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This article summarizes a recent paper published in Barbara Perry, Jeff Gruenwald, and Ryan Scrivens’ ‘Right-Wing Extremism in Canada and the United States’ (Palgrave). By Ryan Scrivens, Tiana Gaudette, Maura Conway, and Thomas J. Holt Close attention by journalists and policymakers to the widespread use of the Internet by violent Western (i.e., American, Canadian, Australian,…

This article summarises one of the recent outputs of a sub-group of GIFCT’s Legal Frameworks Working Group 2022. By Katy Vaughan Most tech companies now have polices aimed at countering terrorist and violent extremist content (TVEC) on their platforms and services. It is also a condition of GIFCT membership that companies must have policies that…

Our Takeaways from TASM 2022

By the ARC Steering Committee, The Accelerationism Research Consortium (ARC) attended the Terrorism and Social Media (TASM) Conference at Swansea University on June 28 and 29, 2022. We were thrilled to meet face-to-face with colleagues, partner institutions, and stakeholders, and engage with colleagues on timely issues of violent extremism. The conference provided unparalleled opportunities to…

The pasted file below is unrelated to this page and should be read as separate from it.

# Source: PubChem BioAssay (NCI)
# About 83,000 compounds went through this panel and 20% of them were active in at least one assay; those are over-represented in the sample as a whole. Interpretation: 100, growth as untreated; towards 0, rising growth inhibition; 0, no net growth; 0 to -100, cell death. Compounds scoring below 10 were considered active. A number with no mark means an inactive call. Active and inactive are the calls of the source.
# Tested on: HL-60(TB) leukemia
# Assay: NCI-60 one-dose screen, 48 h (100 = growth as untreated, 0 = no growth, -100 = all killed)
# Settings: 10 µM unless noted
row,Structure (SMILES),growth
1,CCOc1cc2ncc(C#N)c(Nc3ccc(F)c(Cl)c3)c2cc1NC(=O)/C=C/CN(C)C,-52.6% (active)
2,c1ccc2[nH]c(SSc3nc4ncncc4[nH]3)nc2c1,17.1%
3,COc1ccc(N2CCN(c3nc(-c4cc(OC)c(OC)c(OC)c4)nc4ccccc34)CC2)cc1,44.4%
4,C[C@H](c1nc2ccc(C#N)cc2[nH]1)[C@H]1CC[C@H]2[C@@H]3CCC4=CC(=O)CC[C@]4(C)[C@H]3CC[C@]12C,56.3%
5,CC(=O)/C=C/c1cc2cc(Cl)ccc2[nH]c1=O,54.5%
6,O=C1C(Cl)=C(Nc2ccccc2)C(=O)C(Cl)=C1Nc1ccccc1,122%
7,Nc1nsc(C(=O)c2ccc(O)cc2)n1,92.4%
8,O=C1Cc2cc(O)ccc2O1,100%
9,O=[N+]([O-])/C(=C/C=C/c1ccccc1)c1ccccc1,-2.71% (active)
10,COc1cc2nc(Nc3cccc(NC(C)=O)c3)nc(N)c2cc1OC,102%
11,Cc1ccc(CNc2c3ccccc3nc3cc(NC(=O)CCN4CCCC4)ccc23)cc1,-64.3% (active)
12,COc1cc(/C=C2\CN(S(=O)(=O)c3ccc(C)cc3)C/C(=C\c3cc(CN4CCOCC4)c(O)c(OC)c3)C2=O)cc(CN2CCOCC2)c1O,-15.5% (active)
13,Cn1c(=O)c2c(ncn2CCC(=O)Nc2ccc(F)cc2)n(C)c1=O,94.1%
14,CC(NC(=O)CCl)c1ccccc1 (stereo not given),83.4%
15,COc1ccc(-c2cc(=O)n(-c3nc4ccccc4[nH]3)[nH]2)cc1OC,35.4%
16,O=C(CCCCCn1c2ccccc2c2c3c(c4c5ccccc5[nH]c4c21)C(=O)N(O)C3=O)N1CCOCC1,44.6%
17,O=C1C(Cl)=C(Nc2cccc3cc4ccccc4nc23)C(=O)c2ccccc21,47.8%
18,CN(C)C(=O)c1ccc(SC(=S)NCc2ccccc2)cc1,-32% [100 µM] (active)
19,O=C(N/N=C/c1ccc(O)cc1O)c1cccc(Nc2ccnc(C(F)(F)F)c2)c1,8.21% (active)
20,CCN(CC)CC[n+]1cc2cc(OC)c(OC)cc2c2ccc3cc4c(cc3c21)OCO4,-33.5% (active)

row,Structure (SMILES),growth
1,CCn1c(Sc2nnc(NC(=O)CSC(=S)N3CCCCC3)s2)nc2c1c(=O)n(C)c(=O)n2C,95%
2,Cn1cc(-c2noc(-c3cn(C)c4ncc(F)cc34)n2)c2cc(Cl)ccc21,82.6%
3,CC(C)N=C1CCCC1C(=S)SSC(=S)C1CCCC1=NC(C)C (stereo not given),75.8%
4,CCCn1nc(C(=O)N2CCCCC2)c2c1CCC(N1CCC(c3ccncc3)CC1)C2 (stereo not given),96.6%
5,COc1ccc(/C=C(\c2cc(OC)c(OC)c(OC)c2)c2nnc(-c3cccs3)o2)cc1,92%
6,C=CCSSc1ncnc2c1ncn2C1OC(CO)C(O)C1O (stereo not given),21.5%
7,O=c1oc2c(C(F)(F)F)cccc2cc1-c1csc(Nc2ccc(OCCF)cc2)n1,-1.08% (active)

By Annelies Pauwels and Maarten van Alstein Polarisation comes in different forms. An important distinction can be made between ideological and affective polarisation. Ideological (or issue-based) polarisation refers to the sharpening of opinions, positions or believes on a specific issue within a group of like-minded people. The group moves from moderate towards more extreme views on the…

By Conor Rees Online extremist activity is not a new phenomenon. Terrorist and Violent Extremist (TVE) use of the Internet has been increasingly well researched since the turn of the millennium. This development of knowledge has led to improved understandings of why TVE’s use the Internet for reasons including recruitment, spreading propaganda, and fundraising (Weiman,…

This article summarizes a recent study published in the Journal of Crime and Justice. By Brenna Helm, Ryan Scrivens, Thomas J. Holt, Steven M. Chermak, and Richard Frank The online presence of incels, or involuntary celibates, has been an increasing security concern for researchers, practitioners, and policymakers in recent years, given that self-identified incels –…